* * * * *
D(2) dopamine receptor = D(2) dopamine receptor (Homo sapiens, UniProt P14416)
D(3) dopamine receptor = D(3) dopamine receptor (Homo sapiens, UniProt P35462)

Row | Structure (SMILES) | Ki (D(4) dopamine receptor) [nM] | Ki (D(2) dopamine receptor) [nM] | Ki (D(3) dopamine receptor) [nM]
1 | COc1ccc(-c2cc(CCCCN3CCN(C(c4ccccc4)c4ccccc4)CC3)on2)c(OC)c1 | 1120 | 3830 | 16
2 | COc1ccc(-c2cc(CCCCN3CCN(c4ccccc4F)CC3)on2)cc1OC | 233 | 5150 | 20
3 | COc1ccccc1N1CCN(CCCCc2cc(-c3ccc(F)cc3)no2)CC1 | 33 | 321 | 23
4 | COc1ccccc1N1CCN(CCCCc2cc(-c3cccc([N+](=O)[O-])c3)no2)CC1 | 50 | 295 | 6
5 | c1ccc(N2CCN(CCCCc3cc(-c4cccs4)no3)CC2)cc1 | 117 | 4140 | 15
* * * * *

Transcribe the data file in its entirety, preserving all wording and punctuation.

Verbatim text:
D(2) dopamine receptor = D(2) dopamine receptor (Homo sapiens, UniProt P14416)
D(3) dopamine receptor = D(3) dopamine receptor (Homo sapiens, UniProt P35462)

Row | Structure (SMILES) | Ki (D(4) dopamine receptor) [nM] | Ki (D(2) dopamine receptor) [nM] | Ki (D(3) dopamine receptor) [nM]
1 | COc1ccc(-c2cc(CCCCN3CCN(C(c4ccccc4)c4ccccc4)CC3)on2)c(OC)c1 | 1120 | 3830 | 16
2 | COc1ccc(-c2cc(CCCCN3CCN(c4ccccc4F)CC3)on2)cc1OC | 233 | 5150 | 20
3 | COc1ccccc1N1CCN(CCCCc2cc(-c3ccc(F)cc3)no2)CC1 | 33 | 321 | 23
4 | COc1ccccc1N1CCN(CCCCc2cc(-c3cccc([N+](=O)[O-])c3)no2)CC1 | 50 | 295 | 6
5 | c1ccc(N2CCN(CCCCc3cc(-c4cccs4)no3)CC2)cc1 | 117 | 4140 | 15